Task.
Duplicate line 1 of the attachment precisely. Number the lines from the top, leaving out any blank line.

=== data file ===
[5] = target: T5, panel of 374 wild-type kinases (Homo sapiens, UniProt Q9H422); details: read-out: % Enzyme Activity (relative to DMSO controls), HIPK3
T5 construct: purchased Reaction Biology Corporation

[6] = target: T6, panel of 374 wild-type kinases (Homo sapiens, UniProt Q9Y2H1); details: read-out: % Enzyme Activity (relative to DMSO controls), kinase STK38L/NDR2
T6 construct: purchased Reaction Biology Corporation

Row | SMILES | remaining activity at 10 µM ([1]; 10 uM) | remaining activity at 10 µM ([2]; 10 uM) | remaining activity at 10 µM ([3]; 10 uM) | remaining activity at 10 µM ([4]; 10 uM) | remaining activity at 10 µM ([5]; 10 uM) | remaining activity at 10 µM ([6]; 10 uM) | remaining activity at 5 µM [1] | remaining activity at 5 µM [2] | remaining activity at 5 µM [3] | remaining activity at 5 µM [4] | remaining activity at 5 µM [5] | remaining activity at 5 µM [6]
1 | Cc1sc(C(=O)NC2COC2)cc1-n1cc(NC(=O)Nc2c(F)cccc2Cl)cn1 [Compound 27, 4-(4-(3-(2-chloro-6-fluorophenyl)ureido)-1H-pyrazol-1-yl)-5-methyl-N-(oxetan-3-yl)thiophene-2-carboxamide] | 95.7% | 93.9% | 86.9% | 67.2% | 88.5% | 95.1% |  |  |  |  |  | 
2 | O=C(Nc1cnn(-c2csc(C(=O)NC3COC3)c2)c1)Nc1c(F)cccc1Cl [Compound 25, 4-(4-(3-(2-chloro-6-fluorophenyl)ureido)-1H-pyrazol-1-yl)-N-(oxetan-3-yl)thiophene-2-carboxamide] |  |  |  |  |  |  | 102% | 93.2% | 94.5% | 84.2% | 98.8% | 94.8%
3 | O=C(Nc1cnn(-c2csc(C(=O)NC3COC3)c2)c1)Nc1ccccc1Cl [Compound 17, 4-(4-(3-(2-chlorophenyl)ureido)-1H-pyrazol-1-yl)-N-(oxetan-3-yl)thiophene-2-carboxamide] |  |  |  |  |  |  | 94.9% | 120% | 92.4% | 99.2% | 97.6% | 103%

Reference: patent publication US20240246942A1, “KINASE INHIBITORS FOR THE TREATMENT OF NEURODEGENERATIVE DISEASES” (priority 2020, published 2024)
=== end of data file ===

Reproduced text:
[5] = target: T5, panel of 374 wild-type kinases (Homo sapiens, UniProt Q9H422); details: read-out: % Enzyme Activity (relative to DMSO controls), HIPK3